Elizabeth “Beth” Chance served eight years in the U.S. Army, among many assignments handling classified mail in Iraq. When she came home, she became a classroom teacher. But she’d always dreamed of becoming an archeologist.
“I had watched a PBS special on the discovery of ‘Lucy,’” said the Kissimmee native. “It was amazing to me that anthropologists were giving her a voice and telling her story. After that my interest in humans, human origins and culture blossomed.”
Lucy was the name given to a female skeleton fossil discovered in 1974, which changed the understanding of human origins on Earth.
Chance just couldn’t give up on the dream, so she went back to school. This semester she is finishing her master’s degree in anthropology at the University of Central Florida. She’s wrapping everything up online because she recently moved to Georgia with her partner, who remains in the military.
“UCF has been my home for a total of five years now, with a short break, and it is just that: my home,” she said. “Every professor and student I have come to know has been wonderful, and added to my life in many ways.”
Chance’s work stands out because her research will likely end up in Florida’s historical registry. She spent last summer running an archaeological dig in downtown Maitland, behind a McDonald’s restaurant.
She excavated a watermill that was built in 1866 by Hugh Partin. His descendants still reside in Maitland and surrounding areas, she said. Until Chance came along, the mill had only been the focus of a few newspaper articles and the family’s own documented history; the mill and family cemetery have gone undocumented historically or archaeologically and were not listed with the state archaeologist.
“I know, you don’t think of watermills and Florida, but we had them and they actually were important to our economic development,” she said. “Understanding how humans manipulate their environment or use their environment to live and prosper, is vitally important to some current issues we are facing today. So, it was interesting to me to see how they used water and the impact it had on early Florida society.”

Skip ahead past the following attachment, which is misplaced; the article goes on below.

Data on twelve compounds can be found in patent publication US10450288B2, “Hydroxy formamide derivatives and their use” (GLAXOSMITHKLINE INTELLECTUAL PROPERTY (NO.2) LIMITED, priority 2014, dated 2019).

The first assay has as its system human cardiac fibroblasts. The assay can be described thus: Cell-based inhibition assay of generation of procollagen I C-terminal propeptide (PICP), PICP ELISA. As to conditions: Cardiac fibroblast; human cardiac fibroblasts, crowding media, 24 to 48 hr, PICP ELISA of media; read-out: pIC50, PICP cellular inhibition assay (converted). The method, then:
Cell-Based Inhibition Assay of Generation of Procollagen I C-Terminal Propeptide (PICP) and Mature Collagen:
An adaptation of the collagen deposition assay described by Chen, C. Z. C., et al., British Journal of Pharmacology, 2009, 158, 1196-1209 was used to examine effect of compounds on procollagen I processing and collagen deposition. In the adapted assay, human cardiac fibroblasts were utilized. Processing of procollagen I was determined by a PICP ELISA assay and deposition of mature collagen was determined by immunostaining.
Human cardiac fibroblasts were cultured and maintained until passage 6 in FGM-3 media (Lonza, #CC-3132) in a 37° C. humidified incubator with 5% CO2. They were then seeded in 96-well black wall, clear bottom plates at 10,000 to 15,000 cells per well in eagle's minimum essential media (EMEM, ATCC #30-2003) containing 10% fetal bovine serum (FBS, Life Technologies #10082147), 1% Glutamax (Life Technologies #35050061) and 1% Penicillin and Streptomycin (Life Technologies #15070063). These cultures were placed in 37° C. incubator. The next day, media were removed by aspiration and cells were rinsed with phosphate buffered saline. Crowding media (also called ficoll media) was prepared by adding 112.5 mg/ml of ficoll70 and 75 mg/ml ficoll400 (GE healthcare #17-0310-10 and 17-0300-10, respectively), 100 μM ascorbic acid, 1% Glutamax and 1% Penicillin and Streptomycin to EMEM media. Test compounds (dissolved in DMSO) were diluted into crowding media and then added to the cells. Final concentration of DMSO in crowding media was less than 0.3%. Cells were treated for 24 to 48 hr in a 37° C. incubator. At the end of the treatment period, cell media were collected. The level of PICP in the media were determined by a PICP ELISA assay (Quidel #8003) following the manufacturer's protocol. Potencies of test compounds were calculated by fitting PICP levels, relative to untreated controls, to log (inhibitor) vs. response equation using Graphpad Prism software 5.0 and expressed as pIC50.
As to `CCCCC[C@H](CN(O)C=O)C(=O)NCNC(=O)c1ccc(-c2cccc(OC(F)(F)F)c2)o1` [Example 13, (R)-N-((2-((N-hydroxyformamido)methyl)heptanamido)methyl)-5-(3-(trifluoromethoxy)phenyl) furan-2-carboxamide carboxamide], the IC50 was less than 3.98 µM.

Based on what she found, Chance believes the Partin mill was very likely instrumental in the burgeoning growth of Central Florida after the Civil War.
“I wanted to bring the story of the mill and the Partin family into the light and in turn build on the history of Orlando and its surrounding communities,” Chance said.
Her research and fieldwork was the focus of her thesis, and her mentor, UCF Professor Sarah Barber, expects that the mill site will be added to the state archaeological record.
“That’s because of her work and dedication,” Barber said. “Her contributions are exceptional and I know she will do well after she graduates.”
Chance hopes to work for a government or educational organization leading projects to preserve archaeological sites.
“It was important to me to live out as many of my dreams as I could,” she said about going back to school to get her master’s degree. “So many veterans can’t always do so and I felt a need to make something of myself in their honor, and use my voice to make a difference.”